Nomura is primarily looking for senior relationship managers with big books of clients as it pushes to boost its private banking headcount and assets under management (AUM) in Singapore and Hong Kong.
The Japanese bank wants to increase its headcount of relationship managers in the two financial centres from 57 to 100 within the next three years, reports Bloomberg. It also wants to grow the AUM it manages in these cities by five times to $50bn by March 2026.
Recruitment on this scale, even over a fairly long period, may not be entirely straightforward within Asian private banking, a sector infamous for talent shortages. Nomura is currently outside the top-10 banks by headcount and AUM in ex-Japan Asia and many of its larger competitors (from Julius Baer to HSBC) are hiring aggressively. Morgan Stanley said on Friday that it wants to add 30 to 35 private bankers in Singapore and Hong Kong this year.
Who, then, is Nomura looking to hire in the Asian financial hubs? The firm wants RMs who are “adaptable” and can “make the switch easily” to a new bank, says Yuji Hibino, a senior managing director at Nomura who moved to Singapore last year from Tokyo to build out the Asia ex-Japan wealth business. But Hibino isn’t talking about youngsters – he says the most adaptable RMs are actually the “more mature” ones who have “been in the market for a long time”.
There’s another reason why Nomura wants more experienced private bankers. “As the new RMs we onboard are the more mature and senior ones, they tend to bring in the bigger clients,” Hibino tells us. The ultra-high net worth sector has become a particularly lucrative one in Asia thanks to the region’s rising population of billionaires and multi-millionaires.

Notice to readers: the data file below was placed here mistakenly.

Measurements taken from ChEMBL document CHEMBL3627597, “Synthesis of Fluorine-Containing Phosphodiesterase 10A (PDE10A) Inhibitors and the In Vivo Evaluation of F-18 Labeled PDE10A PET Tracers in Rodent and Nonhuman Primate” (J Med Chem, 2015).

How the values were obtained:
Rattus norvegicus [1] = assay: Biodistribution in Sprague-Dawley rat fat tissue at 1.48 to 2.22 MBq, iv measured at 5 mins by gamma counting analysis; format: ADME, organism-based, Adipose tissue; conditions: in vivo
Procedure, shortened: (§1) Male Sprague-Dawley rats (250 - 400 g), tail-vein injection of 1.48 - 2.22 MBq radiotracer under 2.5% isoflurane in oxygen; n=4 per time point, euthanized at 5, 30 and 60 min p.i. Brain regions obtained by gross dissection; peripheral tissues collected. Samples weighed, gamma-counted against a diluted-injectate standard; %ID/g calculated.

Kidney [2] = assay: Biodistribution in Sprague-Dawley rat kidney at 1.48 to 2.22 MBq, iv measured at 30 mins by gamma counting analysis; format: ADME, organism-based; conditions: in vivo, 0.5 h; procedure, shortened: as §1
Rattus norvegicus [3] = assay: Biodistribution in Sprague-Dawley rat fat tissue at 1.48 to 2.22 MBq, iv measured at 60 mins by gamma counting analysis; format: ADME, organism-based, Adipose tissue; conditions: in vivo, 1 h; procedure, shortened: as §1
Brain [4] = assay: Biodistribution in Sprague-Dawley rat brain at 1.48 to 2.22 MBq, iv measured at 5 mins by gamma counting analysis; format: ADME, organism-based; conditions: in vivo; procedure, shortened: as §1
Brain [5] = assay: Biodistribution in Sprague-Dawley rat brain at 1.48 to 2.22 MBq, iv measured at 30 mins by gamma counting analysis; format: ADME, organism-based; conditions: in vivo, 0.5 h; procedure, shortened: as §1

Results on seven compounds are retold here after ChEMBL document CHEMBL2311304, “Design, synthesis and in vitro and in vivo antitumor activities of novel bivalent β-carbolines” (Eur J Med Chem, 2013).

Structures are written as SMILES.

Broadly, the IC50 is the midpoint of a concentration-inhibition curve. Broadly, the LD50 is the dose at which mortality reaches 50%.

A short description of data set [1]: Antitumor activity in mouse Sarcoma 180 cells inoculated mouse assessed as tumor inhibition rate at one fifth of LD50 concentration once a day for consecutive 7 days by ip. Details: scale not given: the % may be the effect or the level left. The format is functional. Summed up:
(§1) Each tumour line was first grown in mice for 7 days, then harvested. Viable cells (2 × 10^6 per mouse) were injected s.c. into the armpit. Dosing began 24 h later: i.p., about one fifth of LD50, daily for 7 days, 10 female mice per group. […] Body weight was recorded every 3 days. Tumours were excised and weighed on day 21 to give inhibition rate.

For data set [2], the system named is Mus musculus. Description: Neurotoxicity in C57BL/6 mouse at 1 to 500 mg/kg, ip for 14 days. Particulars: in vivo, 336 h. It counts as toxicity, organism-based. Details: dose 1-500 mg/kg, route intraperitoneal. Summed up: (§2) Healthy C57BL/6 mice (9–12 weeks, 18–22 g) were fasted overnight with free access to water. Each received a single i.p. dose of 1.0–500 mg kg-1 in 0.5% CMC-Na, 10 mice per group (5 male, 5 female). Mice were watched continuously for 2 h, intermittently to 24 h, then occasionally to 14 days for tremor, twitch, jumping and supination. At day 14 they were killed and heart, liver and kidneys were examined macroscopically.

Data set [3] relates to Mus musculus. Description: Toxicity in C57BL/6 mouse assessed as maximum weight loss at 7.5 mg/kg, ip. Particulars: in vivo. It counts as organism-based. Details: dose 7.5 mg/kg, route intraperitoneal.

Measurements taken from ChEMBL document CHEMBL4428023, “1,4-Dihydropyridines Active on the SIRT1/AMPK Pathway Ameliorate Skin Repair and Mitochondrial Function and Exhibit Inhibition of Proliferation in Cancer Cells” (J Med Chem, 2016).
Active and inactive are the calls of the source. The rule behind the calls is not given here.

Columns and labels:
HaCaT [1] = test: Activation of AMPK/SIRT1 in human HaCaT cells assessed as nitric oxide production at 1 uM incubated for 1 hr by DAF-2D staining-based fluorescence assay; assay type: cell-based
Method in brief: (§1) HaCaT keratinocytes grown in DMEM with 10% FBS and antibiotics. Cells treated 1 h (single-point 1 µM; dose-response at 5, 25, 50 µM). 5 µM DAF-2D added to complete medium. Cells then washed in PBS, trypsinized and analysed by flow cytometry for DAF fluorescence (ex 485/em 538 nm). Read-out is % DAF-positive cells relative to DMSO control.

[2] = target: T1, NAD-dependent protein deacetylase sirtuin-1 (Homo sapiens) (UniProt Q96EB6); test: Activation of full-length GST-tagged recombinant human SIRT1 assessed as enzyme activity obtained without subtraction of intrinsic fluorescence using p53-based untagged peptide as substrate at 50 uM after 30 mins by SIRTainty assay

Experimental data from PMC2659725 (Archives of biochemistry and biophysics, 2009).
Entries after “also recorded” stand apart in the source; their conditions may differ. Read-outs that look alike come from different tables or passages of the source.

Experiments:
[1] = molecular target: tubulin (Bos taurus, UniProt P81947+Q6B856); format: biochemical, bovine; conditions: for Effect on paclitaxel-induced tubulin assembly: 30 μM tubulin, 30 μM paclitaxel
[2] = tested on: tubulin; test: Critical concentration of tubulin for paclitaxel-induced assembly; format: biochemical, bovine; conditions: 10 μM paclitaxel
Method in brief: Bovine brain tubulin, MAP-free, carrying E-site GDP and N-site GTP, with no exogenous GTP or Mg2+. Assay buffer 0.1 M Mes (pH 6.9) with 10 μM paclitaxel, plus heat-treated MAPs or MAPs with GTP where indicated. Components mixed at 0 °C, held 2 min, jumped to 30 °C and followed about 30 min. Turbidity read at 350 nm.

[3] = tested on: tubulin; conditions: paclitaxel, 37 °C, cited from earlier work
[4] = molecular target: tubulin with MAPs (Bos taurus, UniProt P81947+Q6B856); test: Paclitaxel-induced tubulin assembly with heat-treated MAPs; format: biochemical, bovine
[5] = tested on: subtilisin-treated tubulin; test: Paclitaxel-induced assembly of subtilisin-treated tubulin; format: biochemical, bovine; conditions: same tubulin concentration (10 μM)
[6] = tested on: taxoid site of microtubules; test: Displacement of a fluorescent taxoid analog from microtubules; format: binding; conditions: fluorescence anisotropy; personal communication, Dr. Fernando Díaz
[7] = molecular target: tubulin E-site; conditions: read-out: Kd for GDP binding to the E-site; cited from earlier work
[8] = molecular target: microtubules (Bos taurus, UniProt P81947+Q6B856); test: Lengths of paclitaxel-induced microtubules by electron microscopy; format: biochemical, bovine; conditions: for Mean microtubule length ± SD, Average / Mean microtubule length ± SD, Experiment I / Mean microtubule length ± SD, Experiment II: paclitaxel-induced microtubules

Meanwhile, like rivals Credit Suisse, UBS and Deutsche Bank, Nomura wants private bankers who can work closely with their investment banking and trading counterparts. “The bigger clients benefit the most from our very successful global markets and investment banking franchise,” says Hibino. “Collaborating with other divisions within the firm is key for our RMs to tailor bespoke products and services that deliver success to our clients,” he adds.
Nomura’s Japanese roots and Japan’s ageing population make it a “very interesting time” to come on board as an RM, says Hibino. The bank’s branch network in Japan allows it to tap corporate clients who could be looking for an external partner or investors to buy them out, because they may not have immediate successors to run their businesses. “The wealth management business in Asia ex-Japan would be in a good position to connect our clients in this region to opportunities available in Japan,” he adds.
Hibino says he also likes to hire senior private bankers because they tend to be “thoughtful, meticulous, and balanced when dealing with clients” and place emphasis on wealth preservation and forging long-term relationships. “We are a Japanese company and the concept of omotenashi, which loosely translated means thoughtful hospitality, is very important for us as we serve our clients,” says Hibino.
Photo by Steve Halama on Unsplash
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